Wholesale prices of onions were around R25 per kg a month ago and with fears expressed in several quarters that retail prices to shoot up to R100 per kg by October, the Centre stepped in to take measures and even opting for imports, traders said. The government had asked National Agricultural Cooperative Marketing Federation of India to import 70,000 tonne, senior officials said. The imports have happened at a time when prices have stabilised to an extent and any further fall in prices is worrying farmers, market committee officials said.
Sohanlal Bhandari, president, All Nashik District Onion Traders Association, said the quality of onions that have arrived from Egypt is not very good and may not be popular with Indian consumers. Indian onions are pungent and overseas onions are sweet and therefore may not be popular, he said. Another 50 containers are expected to arrive later, he added.
There has been a major hue and cry over a possible price rise and now there are no buyers for onions with the commodity coming in from all quarters, he said. Traders, who were hoping that the prices would be about R30-35 per kg, had placed import orders in June.Around 40 containers of onions imported by private traders have arrived in Mumbai from Egypt and China.
The Centre had started the process to import 70,000 tons of onions from Pakistan, Iran, Egypt and China to meet the crop's scarcity in the next couple of months. The hailstorm in February and March this year and the delayed monsoon have played havoc with onion production and the government expected a scarcity to build up by September. Around 40,000 tons of onions are to be imported from Pakistan alone, while 10,000 tons each from China, Egypt and Iran will be imported. The delivery of imported onions on Mumbai port was expected in the second half of August.Traders said that they have been forced to take the onions because of government directives.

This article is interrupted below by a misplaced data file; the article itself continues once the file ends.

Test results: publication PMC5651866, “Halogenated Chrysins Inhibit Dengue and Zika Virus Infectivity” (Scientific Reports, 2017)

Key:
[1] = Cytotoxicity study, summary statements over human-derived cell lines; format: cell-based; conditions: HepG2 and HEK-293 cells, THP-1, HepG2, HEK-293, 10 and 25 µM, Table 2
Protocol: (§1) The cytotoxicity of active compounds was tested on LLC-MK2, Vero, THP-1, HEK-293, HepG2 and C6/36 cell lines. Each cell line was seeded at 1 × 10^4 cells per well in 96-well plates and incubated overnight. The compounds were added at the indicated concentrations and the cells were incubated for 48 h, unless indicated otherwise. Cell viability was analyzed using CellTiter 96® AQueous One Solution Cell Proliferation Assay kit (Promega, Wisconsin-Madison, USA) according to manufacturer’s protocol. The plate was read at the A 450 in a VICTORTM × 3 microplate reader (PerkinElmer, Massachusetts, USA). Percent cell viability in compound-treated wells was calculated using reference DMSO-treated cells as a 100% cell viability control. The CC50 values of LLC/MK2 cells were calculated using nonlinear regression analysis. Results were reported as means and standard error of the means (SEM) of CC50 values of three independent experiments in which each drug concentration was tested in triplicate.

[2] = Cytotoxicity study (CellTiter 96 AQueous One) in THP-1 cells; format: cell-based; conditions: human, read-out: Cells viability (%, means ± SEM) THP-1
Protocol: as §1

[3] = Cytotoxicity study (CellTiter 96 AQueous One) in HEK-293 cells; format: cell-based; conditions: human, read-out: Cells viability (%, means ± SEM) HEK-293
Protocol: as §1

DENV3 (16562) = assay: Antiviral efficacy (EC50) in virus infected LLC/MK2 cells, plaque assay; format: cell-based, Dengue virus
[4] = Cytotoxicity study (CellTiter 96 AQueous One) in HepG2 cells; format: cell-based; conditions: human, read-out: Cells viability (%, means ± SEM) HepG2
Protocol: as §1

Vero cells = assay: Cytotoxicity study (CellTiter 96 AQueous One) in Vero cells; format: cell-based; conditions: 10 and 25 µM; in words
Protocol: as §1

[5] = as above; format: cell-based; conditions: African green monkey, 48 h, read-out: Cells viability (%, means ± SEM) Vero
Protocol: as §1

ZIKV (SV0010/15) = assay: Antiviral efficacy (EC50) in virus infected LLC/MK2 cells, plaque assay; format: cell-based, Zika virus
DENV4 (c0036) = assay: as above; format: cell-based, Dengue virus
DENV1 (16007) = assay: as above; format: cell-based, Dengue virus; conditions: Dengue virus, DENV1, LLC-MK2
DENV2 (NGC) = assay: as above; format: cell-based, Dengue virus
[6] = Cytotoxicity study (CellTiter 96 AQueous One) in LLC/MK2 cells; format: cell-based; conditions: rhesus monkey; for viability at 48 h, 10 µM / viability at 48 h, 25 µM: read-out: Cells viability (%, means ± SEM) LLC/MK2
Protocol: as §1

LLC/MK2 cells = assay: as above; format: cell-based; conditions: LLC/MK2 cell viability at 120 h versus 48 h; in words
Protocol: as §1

On July 2, the central government hiked a minimum export price (MEP) from $300 to $500 per tonne to increase its supply in the domestic market and curb overseas sales to check rising prices. The MEP, which is the rate below which no exports are allowed, had been re-introduced three months after the previous government had abolished it on March 4.
Traders as well as market committee officials said that they should not be held responsible for the price rise. There is a misconception among consumers that the price rise has been happening inside APMCs which is not the case, Nanasaheb Patil, chairman, Lasalgaon APMC said.
The production cost of onions for the farmers is much higher than the current onion prices. The recorded official loss of onions in Maharashtra due to the hailstorm is 42%. In addition to this, it is also a recorded fact that 35% of the crop in storage gets damaged due to rotting, he said. Although Maharashtra said onions and potatoes will not be included under the Essential Commodities Act, the Centre's directives have to be followed, he said.